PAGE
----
Four eyes read better than two, no? At the very least it’s a good thing to have two crime authors with experience concoct a plot. The chances are – if we both are happy with it – it’s going to turn out pretty well. It’s also a very nice thing to be able to call someone, if we have written ourselves into a corner, and discuss the matter. We have both done this for a little while, so our level of creativity is quite high. It’s fun to create something with another person who is used to thinking in the same ways.
Do you ever disagree on which direction the narrative should go?
We have, knock wood, never disagreed or argued in any way. We discuss our plots and characters a lot, of course, and if we don’t like or feel comfortable with the direction things are taking, we say so. What we strive to do in situations like that is to always come up with an alternative route instead of just saying ‘I don’t like this’. That way, the process, hopefully, can move forward.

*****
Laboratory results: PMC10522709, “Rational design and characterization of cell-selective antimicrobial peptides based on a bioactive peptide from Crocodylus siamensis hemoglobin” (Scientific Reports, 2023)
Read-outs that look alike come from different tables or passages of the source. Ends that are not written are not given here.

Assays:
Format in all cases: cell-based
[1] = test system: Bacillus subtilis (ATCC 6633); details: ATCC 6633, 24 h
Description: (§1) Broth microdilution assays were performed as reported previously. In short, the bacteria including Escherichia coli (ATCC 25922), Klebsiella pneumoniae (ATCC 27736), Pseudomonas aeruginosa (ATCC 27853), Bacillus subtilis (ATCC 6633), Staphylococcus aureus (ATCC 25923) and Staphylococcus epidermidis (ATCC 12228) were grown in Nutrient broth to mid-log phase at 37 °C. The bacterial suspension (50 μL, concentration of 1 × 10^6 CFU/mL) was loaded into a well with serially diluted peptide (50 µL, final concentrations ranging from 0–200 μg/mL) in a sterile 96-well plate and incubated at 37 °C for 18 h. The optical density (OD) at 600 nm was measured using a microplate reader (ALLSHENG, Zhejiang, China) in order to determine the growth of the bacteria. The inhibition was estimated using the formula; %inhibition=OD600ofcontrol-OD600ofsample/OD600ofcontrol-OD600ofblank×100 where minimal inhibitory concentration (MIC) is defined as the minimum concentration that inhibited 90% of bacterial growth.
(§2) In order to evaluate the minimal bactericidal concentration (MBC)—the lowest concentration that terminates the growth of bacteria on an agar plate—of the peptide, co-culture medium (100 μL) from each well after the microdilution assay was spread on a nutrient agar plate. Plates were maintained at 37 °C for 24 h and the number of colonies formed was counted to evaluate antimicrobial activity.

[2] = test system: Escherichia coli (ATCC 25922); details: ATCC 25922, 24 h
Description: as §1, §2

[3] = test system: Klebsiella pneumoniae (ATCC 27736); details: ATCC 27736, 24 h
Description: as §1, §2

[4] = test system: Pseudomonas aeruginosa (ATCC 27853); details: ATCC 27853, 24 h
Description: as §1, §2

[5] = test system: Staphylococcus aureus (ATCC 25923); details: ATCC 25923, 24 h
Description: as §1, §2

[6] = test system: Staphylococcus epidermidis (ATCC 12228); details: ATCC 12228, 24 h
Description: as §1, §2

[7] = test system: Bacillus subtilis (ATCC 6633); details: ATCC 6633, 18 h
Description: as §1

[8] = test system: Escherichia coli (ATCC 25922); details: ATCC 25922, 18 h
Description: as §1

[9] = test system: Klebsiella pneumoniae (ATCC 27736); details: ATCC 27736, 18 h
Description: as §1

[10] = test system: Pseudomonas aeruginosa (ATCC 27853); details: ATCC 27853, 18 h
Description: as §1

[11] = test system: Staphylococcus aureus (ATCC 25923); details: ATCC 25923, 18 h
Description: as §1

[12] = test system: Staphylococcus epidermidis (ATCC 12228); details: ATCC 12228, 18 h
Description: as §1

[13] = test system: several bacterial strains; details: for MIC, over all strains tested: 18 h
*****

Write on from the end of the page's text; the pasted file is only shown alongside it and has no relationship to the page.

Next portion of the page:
How do you go about researching the police procedural elements behind your books?
We are lucky in this respect, as one of us (Jørn) is former Senior Investigating Officer. Of course, we need to stay on top of developments police procedure, but we do that as and when required.
Where did the inspiration come from for the Blix and Ramm series?
We originally had an idea to have a police officer and a journalist – given our backgrounds – and write our own characters, so to speak. And when the idea appeared that they should have a history before meeting again many years later, it quickly snowballed after that.
For those who might be new to the series, introduce us to Alexander Blix and Emma Ramm.
Alexander Blix is a police officer, a very good man, righteous, hardworking, but he has never got over the fact that he shot and killed a father in a hostage situation nineteen years earlier – an incident that shaped his career and character, and in effect also ended his marriage. He also has a troubled relationship with his daughter Iselin because the case and its implications.